And the tragedy continues for the elephants of Thailand:
Once the revered symbol of Thai culture, the backbone of industry and the protector of the country’s sovereignty during war, elephants now wander the streets of Bangkok, reduced to providing rides for tourists and helping their owners beg for their next meal.
With their drivers — mahouts, they are called — the elephants dodge Bangkok’s chaotic traffic and the feeble attempts of the government and the police to push them out of the city.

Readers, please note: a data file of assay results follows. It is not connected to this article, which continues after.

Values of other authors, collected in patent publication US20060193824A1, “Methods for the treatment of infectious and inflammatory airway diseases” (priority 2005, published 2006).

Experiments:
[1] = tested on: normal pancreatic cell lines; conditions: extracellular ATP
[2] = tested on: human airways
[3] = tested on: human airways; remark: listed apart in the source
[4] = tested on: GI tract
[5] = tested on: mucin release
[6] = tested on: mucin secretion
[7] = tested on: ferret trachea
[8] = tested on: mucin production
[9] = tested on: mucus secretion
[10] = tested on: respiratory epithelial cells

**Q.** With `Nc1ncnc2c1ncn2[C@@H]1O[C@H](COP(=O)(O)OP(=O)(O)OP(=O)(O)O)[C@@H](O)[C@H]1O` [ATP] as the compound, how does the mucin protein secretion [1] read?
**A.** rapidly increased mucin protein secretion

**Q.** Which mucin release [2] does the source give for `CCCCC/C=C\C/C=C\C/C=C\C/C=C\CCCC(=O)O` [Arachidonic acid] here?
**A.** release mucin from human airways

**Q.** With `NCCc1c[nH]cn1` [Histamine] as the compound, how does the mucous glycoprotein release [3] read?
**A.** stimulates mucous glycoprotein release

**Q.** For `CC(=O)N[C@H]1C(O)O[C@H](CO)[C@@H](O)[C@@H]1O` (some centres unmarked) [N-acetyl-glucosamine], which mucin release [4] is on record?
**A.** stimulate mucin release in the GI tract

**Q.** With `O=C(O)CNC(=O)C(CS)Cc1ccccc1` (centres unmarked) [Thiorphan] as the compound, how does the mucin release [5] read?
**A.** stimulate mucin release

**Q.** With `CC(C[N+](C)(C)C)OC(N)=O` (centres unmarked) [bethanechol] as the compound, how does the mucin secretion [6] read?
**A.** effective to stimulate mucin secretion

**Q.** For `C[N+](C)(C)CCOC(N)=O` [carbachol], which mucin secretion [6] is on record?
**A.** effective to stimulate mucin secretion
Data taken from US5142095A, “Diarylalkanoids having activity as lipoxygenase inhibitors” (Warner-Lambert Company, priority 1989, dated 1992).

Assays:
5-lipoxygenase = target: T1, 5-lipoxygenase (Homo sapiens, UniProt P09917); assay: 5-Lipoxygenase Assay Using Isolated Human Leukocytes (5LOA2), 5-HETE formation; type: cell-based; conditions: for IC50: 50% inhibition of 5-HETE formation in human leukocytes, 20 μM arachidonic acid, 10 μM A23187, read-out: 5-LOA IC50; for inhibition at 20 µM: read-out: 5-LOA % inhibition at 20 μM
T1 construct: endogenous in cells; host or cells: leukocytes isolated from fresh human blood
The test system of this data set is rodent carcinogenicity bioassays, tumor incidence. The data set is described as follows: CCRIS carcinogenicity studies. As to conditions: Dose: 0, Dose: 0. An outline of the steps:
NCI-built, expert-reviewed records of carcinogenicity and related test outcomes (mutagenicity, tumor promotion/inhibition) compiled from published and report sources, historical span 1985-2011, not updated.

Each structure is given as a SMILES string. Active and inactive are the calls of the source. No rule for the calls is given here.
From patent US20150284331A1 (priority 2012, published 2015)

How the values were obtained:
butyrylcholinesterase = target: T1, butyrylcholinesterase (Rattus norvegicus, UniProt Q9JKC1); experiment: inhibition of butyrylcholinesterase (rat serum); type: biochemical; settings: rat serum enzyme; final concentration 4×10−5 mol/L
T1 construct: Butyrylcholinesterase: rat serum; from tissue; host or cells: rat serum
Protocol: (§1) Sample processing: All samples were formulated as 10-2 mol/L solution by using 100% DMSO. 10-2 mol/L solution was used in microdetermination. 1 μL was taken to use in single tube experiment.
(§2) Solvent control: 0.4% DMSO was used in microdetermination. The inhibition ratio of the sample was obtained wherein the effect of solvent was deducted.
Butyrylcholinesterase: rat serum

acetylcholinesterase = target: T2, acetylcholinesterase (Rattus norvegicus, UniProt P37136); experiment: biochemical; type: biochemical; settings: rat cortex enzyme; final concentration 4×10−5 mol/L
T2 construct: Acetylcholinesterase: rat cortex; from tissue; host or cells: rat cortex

Many elephants were put out of work when logging became illegal in the 1980s, making it difficult for their owners to feed them. Wild ones have been hunted and driven from their natural habitat. It is estimated that there are now 2,500 domesticated and 1,500 wild elephants in Thailand, down from around 50,000 in 1950.